EOD: Locate, identify, neutralize
MISAWA AIR BASE, Japan -- The motto, “initial success or total failure,” fuels Airmen with the 35th Civil Engineer Squadron explosive ordnance disposal flight to think outside the fuse box and accept nothing less than perfection when performing their duties.
The EOD mission is to locate, identify and neutralize explosive devices. By clearing those hazards, personnel enable base operations to resume as quickly and safely as possible.
“Our job is important,” said Senior Airman Manuel Carvajal, a 35th CES EOD technician. “For us, it is not about our life only, but the person it may affect. We ask ourselves, does this improvised explosive device affect one hostage or is it next to a very important facility like a hospital, which can damage hundreds of lives.”
Although some may think the procedure for removing an IED is fast paced, Staff Sgt. Justin Beasley, a 35th CES EOD technician, said on the contrary, it is quite the opposite.
“It is not just the EOD guy finding some roadside bombs and blowing stuff up,” Beasley said. “It is a very extensive process, because there is a paperwork side of our job too. There are other agencies we coordinate with who support us.”
He added time is situationally dependent when disabling IEDs, but safely removing a bomb as quick as possible is what they train for.
The flight spends at least 24 hours a week training for various scenarios, such as ones in Operation Enduring Freedom and Iraqi Freedom, where IEDs are unpredictable and extensively utilized by insurgents in Afghanistan.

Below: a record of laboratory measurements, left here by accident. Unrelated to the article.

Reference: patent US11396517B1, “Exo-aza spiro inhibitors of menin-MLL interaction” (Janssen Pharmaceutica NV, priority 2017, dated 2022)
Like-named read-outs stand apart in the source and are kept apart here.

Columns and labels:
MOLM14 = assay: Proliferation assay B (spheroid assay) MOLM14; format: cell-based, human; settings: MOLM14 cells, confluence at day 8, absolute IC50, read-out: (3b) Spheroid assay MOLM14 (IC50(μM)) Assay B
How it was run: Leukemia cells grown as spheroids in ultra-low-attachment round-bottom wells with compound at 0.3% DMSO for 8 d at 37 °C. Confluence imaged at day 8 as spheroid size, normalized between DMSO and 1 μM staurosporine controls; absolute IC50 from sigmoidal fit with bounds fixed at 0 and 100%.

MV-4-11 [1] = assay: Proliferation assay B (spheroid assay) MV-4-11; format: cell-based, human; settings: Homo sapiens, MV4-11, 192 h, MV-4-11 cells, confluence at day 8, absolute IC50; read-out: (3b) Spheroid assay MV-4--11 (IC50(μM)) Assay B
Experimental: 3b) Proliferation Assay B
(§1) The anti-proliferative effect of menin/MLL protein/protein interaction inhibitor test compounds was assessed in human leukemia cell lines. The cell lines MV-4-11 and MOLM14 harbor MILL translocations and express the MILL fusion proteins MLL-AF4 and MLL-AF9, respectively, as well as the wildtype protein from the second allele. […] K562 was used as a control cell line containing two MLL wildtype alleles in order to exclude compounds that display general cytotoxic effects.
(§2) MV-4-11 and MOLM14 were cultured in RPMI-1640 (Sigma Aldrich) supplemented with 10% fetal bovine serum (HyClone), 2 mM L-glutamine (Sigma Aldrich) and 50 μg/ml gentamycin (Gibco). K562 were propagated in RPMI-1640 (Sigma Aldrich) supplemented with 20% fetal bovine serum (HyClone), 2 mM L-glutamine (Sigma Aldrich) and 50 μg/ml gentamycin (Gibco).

“The very first IED I ever diffused was kind of surreal,” said Beasley, speaking on a time he deployed to Afghanistan. “I constantly trained, then had a month to learn about the area I would operate in and what I would deal with as far as roadside bombs—then suddenly I was there.”
Beasley added the procedures of disarming his first IED felt like second nature to him.
“It felt like being a professional athlete; their whole mental and physical state fuses and they are just perfectly in the zone and completely focused,” Beasley described. “After completing everything, I came out of it with a little bit of an adrenaline rush, thinking about the entire time my life was in danger, but our team handled it.”
Due to the wide variety of IED tactics enemies use, Carvajal said they stay at the top of their game by taking each of their mission requirements and dedicating a month of training on a requirement.
“We deal with anything that has an explosive hazard,” said Carvajal. “Going from a grenade all the way to nuclear bombs and weapons of mass destruction.”
Their training is split into learning a specific scenario in class, making a solution and then using it during field applications.
“Most overseas bases specialize in training day-to-day so we can be deployment ready,” said Carvajal. “It enables us to keep this area stable by projecting a sense of power. We provide off-base support and respond to civil authorities like the Japanese police department.”
Carvajal said even though EOD takes care of the calls they do receive, the community must be sure to do their part as well.
“Stay vigilant,” Beasley said. “If something you see is there and it does not make sense, contact the 35th Security Forces Squadron and they will contact us to handle the situation.”